Jesus selects twelve of his many followers to help him run things. Later, he appoints one of the Twelve to hold the keys to the kingdom. To speak with the king's authority if He happened to be out of town. His name? Simon bar-Jonah. But we know him as St. Peter, apostle, martyr, and first Pope. There are two really important things I draw from this reading & Gospel. The apostolic succession of the Church wasn't some power grab invented in the dark ages to manipulate people and acquire wealth. Rather, the Church was set up and guided by the Holy Spirit to spread the Gospel of Jesus Christ to all nations. Given that there were less than twenty people at the Last Supper and there are more than one billion Catholics today, I'd say she's succeeding. More work lies ahead, of course. But we toil on. Equally important, "the gates of the netherworld (hell) shall not prevail against it." (verse 18) This Church has another big job: fighting against the forces of evil that "prowl about the world seeking the ruin of souls." By no means does this imply that bad things can't happen within the Church herself. There have been more than enough sketchy bishops and poor papal decisions to refute that. However, the funny thing is this: (note: I'm paraphrasing Dr. Hahn again, though I forget which book this point is from) The Church's history isn't pretty. Any other organization, company, or charity that had such a terrible legacy of violence, bigotry, abuse, and corruption would have a hard time surviving/ flourishing for over two thousand years. But Holy Mother Church prevails. Why? Because she is guided by the Holy Spirit. The Bride of Christ is protected by her Spouse, Jesus, who has proclaimed that "the gates of hell shall not prevail against it."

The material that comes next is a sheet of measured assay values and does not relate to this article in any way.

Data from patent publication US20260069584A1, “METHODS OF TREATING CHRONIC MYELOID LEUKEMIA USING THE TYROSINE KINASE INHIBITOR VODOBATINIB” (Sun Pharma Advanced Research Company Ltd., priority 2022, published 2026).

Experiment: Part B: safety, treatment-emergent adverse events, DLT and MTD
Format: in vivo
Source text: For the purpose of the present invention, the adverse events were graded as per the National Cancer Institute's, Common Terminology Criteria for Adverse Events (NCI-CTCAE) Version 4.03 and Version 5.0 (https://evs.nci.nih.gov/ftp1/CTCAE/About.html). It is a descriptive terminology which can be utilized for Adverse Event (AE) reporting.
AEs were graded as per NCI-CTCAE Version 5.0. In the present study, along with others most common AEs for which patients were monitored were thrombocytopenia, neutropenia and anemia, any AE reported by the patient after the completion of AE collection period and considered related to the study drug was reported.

It's a good time to be Catholic. You might take issue with that, protesting that the post-Vatican II Church is slipping into postmodernism. For some people, that might be true. Call it post-adolescent idealism or youthful optimism, but I see a springtime; a return to orthodoxy even as the world rages against it. But more importantly, it's always a "good time" to be a Catholic. It might have been easier in the 1950s, it might have been the cultural norm in the 1400s. But the Church is the Church. When I remember that, it's a little easier to swallow disturbing news about women's' "ordination" or pro-abortion "Catholic" vice presidential candidates. The gates of hell will not prevail against it. If Roman emperors couldn't get a few hundred first-century Christians to hush up by threatening lion-feedings and burnings-at-the stake, I'm not really too fussed about a few misguided women in Canada who want to be priests or a handful of prominent politicians who claim they can still be Catholic while denying inherent human rights and dignity to unborn children. Of course, I'm still upset about these things, but I'm not clutching my heart in fear that the Church will fall apart because of them. She won't. Especially with Papa B at the helm.
Curse you, loquaciousness! I set out to write a simple "Hello, this is me" sort of post, but here we are many paragraphs later... ah well.
On an entirely unrelated note, exactly five years ago today my parents, sisters, and I loaded up the minivan and drove to Madison to set up my new life as a college student. Whew, that does not seem like it was five years ago. Ridiculous. I have a feeling there will be more "n years ago..." sentiments coming. I give fair warning.
So, hello there. Welcome :-)